Contextual inquiry: gather rich information with the direct observation method
Investigate on the ground to efficiently collect useful information for your inquiries, and ask relevant questions to users.
Buy a Feature
The “Buy a feature” template is part of the Innovation Games® collection, which aims to help companies prioritize the development of new features for their products, websites or apps. This fun workshop is based on a negotiation involving key stakeholders with differing interests. It stimulates discussion and debate among the participants. As a team, explain what drives your choices, so that everyone understands the decision-making processes and can find common ground. At the end of the workshop, you will be able to prioritize your feature purchases.
It’s an agile management method based on pretending to “purchase” features, with a view to deciding, as a team, which should be developed first. This fun negotiation workshop allows the team to decide which particular features should be developed rather than others, by involving all the team members in the decision-making process. The same workshop can be used to develop a concept, a product or service.
Derived from Luke Hohmann’s Innovation Games® collection, “Buy a feature” aims to boost teamwork, decision-making and action, and is therefore suited to many different contexts and uses.
The workshop is broken down into several stages:
The point is that with the amount allocated to them, team members cannot buy all the features. They need to manage their purchases. This means that they have to prioritize their choices.
Some team members can decide to buy a feature jointly by pooling their money. This means that one of the items must cost more than any one person can afford, so that team members have to work together to make the purchase.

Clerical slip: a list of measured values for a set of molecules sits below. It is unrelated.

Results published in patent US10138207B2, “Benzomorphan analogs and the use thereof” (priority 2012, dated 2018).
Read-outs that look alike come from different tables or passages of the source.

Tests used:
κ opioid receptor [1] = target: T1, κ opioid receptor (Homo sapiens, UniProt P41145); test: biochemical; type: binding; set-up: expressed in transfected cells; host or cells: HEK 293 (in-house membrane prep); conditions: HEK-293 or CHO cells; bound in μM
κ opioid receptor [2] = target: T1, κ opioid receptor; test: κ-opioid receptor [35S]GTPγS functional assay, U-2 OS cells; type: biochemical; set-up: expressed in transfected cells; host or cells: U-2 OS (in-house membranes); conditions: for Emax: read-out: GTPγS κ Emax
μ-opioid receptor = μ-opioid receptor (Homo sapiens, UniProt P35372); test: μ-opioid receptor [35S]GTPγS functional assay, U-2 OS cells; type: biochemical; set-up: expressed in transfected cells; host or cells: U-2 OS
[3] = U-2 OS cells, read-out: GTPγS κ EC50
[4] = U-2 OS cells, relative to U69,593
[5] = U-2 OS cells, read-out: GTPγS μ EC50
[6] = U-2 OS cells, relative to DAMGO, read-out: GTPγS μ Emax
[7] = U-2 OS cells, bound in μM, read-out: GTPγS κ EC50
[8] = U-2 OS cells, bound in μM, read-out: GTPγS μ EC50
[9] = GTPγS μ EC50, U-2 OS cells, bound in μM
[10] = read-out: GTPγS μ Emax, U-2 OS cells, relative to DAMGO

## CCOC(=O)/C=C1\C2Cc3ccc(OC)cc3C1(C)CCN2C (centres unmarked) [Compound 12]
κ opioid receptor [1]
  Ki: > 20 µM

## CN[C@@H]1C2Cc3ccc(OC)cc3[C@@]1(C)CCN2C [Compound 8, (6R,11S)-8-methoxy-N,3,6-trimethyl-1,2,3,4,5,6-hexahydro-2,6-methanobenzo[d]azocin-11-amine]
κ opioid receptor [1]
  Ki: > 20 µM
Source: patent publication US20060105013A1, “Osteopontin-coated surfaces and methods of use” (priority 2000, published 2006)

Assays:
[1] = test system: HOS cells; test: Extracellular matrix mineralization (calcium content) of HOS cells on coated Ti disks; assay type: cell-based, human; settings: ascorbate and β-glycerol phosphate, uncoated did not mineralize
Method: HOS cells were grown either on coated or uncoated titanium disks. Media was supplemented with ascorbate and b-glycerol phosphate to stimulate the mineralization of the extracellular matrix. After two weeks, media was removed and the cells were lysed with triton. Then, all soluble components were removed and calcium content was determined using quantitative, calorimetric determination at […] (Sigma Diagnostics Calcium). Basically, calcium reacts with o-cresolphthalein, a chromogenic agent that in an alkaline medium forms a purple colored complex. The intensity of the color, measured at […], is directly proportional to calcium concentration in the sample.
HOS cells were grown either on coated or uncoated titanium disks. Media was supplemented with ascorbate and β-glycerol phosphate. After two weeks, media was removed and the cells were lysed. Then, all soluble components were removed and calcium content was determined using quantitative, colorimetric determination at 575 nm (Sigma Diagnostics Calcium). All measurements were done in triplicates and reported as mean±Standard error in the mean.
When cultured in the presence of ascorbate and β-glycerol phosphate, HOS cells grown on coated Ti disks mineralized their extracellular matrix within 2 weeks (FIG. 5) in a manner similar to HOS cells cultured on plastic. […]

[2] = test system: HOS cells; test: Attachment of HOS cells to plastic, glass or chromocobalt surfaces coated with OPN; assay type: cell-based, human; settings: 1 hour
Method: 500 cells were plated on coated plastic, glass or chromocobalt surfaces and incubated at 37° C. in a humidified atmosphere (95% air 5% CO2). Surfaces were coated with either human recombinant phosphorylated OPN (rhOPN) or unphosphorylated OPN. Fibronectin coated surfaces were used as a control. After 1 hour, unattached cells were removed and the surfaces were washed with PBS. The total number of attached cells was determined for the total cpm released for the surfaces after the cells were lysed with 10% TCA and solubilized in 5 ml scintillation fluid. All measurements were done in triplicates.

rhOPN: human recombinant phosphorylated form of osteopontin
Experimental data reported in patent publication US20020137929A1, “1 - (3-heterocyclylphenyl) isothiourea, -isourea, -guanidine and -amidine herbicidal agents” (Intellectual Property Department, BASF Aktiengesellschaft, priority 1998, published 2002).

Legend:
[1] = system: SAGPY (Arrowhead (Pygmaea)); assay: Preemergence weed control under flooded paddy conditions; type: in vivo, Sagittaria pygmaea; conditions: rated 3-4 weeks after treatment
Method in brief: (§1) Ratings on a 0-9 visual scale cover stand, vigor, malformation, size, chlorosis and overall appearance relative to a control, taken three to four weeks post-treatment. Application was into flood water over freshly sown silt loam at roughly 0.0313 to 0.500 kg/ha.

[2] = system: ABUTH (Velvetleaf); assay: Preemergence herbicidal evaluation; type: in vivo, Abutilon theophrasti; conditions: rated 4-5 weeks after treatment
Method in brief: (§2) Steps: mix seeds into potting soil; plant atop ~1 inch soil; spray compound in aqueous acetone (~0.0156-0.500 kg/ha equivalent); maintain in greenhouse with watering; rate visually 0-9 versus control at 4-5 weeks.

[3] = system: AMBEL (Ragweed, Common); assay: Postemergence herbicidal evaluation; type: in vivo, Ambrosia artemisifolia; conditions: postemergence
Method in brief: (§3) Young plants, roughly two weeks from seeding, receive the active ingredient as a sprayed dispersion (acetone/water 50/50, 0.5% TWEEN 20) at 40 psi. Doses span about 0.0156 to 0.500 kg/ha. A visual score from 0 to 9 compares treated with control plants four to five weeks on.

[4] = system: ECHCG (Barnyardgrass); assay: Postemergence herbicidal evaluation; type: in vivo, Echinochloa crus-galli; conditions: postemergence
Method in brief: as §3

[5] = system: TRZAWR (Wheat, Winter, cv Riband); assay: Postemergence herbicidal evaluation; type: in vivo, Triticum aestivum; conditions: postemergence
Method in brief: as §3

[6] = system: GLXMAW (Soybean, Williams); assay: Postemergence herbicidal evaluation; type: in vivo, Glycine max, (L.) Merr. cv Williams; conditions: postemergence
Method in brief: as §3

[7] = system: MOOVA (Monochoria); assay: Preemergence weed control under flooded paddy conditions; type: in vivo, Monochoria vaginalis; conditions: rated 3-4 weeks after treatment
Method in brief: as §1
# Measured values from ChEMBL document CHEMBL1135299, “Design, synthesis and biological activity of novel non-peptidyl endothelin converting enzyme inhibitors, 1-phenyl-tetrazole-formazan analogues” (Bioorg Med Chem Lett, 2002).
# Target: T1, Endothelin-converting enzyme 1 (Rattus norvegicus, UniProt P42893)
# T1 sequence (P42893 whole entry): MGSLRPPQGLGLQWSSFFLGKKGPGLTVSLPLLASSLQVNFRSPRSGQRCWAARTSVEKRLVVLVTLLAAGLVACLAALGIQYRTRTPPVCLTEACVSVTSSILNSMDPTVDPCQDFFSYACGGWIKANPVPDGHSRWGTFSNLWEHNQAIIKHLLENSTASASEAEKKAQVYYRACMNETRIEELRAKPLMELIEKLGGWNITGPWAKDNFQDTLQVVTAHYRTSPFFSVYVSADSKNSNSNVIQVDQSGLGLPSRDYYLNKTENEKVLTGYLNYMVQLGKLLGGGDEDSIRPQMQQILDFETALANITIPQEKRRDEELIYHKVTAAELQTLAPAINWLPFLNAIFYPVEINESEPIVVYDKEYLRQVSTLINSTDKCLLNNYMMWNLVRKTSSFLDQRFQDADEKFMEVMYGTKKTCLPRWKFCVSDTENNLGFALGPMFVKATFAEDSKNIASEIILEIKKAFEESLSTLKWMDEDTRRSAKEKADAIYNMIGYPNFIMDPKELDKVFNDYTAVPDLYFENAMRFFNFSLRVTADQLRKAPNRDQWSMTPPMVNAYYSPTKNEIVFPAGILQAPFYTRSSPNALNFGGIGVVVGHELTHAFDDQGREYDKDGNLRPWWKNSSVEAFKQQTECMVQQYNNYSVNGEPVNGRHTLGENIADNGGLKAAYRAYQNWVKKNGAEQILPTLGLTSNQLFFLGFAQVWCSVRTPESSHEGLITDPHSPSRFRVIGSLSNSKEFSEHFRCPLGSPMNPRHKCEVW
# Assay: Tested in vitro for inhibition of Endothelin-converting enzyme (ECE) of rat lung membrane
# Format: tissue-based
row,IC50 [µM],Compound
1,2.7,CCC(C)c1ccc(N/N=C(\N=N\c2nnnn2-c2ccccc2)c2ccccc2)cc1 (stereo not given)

By providing members with limited resources, represented by the virtual currency, they are forced into a process of negotiation and compromise. As a result, decisions are based on what the team members really need, since they can pick features and leave others to one side. They gradually come round to choosing those they believe will provide the most added value for the company.
Ask questions, to understand what has prompted team members to make their final choice. By making concessions, members have probably discarded features that are not necessarily key in the design phase.
With the “Buy a feature” template, project players who are not usually in the same team, come together around the Board and have to stand up for their often conflicting interest in purchasing certain features. The final decision is made following interaction and debate. It is enlightened and objective as it serves a common goal rather than an individual one. By using this method, you can record direct comments, monitor the decision-making process and get players to talk to each other.
Note: since the Buy a feature game is used to pick and prioritize the features that are of most value to customers, you can also involve them directly! Bringing customers into the equation, along with the other stakeholders involved, gives an insight into what they like most and helps you become more efficient.